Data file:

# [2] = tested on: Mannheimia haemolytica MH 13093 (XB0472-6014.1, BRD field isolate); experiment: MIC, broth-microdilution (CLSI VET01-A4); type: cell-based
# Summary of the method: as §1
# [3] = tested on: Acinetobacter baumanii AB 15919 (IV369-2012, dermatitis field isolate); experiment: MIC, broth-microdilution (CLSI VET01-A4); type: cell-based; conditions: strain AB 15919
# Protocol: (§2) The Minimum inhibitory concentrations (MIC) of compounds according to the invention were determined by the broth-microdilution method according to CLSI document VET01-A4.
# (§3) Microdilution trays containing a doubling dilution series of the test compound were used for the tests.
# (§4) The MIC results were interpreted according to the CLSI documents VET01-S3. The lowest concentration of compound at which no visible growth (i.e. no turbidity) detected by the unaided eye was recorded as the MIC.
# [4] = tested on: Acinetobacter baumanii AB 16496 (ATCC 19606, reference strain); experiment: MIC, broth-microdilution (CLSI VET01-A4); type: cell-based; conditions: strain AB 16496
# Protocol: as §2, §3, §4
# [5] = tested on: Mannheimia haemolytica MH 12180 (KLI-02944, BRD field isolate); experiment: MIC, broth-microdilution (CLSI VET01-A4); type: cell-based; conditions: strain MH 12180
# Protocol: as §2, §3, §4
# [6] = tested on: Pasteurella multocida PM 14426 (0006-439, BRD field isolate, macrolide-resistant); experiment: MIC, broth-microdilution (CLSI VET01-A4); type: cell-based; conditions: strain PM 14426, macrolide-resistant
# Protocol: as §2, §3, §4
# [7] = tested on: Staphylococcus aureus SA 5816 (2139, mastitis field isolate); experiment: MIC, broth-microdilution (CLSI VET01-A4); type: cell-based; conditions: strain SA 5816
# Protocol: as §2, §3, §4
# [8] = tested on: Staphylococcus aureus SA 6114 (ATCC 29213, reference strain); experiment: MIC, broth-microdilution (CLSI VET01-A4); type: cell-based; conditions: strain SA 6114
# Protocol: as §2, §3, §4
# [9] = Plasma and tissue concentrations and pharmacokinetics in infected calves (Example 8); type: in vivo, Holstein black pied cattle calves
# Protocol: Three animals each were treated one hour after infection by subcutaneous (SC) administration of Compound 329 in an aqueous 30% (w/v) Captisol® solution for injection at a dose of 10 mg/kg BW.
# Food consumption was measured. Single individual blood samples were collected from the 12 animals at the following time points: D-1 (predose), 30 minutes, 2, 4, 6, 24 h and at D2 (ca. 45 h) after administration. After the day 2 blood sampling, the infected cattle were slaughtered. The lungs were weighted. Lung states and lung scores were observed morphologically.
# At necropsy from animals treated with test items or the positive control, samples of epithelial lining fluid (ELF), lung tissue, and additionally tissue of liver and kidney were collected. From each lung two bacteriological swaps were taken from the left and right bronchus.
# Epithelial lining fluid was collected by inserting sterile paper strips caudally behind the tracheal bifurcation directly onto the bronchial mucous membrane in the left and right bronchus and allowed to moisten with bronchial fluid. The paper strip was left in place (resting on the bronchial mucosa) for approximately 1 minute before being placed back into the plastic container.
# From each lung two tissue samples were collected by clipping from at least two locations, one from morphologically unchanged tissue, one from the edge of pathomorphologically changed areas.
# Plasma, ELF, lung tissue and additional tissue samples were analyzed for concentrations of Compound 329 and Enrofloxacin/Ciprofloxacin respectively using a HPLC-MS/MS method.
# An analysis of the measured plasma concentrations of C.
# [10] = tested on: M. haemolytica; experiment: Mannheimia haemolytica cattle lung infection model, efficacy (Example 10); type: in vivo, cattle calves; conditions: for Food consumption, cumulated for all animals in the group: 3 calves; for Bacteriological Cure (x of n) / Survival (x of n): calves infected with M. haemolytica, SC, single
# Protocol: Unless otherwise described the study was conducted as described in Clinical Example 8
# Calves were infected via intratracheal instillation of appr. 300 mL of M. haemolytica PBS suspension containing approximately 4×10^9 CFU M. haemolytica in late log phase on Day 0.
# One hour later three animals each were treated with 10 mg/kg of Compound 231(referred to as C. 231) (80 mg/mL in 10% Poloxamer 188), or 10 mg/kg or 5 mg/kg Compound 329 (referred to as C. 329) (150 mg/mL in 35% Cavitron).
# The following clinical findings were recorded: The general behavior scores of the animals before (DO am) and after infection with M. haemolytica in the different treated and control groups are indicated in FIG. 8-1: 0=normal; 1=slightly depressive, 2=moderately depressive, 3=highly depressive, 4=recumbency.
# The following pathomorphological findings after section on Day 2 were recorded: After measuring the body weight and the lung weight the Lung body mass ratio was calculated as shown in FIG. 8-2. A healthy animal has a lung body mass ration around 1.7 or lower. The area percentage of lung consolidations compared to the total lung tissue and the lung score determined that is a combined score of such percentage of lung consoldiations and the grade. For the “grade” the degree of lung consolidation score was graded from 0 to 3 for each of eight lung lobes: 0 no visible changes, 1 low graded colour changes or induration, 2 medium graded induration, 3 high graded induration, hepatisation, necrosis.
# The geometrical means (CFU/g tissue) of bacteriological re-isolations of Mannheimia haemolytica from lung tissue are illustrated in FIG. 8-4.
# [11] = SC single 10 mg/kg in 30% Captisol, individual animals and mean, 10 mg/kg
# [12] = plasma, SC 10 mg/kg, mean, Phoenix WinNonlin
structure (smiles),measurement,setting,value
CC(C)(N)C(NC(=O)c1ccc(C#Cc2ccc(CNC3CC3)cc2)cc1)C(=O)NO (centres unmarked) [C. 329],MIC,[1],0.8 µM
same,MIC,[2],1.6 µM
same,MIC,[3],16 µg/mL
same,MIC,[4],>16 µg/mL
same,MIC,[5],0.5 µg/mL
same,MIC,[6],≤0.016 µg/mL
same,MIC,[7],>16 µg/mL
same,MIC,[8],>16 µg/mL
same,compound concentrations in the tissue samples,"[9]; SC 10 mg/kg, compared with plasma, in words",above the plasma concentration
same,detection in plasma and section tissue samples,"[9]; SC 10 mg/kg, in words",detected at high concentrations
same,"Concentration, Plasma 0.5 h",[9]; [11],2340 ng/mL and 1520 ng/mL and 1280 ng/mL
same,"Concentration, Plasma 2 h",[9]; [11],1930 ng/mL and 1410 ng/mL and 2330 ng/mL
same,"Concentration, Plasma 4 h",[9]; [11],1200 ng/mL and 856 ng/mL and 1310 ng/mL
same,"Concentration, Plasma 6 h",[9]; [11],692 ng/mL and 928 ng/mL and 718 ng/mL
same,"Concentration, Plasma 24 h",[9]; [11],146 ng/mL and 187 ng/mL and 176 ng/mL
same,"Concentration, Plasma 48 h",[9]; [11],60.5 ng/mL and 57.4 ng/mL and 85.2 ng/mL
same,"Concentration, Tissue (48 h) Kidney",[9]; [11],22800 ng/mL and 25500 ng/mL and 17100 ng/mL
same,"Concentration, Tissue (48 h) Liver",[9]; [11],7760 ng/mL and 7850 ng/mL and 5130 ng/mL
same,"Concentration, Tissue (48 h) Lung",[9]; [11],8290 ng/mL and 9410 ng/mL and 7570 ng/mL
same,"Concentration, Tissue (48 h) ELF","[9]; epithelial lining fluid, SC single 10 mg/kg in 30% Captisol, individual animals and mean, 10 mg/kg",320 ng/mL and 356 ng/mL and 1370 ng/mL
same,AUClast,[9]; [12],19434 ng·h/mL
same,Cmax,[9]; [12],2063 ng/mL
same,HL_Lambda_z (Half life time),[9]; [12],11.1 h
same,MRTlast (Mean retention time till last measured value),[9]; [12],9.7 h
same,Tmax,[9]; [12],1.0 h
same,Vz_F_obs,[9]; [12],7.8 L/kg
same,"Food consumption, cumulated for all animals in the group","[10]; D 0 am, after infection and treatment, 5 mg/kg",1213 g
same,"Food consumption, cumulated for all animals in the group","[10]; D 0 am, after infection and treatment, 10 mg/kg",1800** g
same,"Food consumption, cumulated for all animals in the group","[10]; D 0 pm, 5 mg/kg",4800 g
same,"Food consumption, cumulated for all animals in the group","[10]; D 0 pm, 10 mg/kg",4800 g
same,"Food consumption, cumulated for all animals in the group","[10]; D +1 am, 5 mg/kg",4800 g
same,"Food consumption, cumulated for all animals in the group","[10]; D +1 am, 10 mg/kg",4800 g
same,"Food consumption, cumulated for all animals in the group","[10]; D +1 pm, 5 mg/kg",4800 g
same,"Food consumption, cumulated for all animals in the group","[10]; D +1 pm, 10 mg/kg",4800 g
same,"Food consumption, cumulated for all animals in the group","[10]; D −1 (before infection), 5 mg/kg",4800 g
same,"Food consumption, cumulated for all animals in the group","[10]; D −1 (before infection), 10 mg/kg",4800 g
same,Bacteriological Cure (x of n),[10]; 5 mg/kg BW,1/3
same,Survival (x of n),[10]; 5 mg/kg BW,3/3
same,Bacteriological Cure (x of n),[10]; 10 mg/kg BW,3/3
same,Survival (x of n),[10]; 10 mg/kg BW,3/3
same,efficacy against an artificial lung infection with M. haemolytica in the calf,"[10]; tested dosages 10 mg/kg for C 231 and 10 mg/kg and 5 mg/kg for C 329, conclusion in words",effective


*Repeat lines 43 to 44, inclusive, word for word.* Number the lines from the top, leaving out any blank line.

same,compound concentrations in the tissue samples,"[9]; SC 10 mg/kg, compared with plasma, in words",above the plasma concentration
same,detection in plasma and section tissue samples,"[9]; SC 10 mg/kg, in words",detected at high concentrations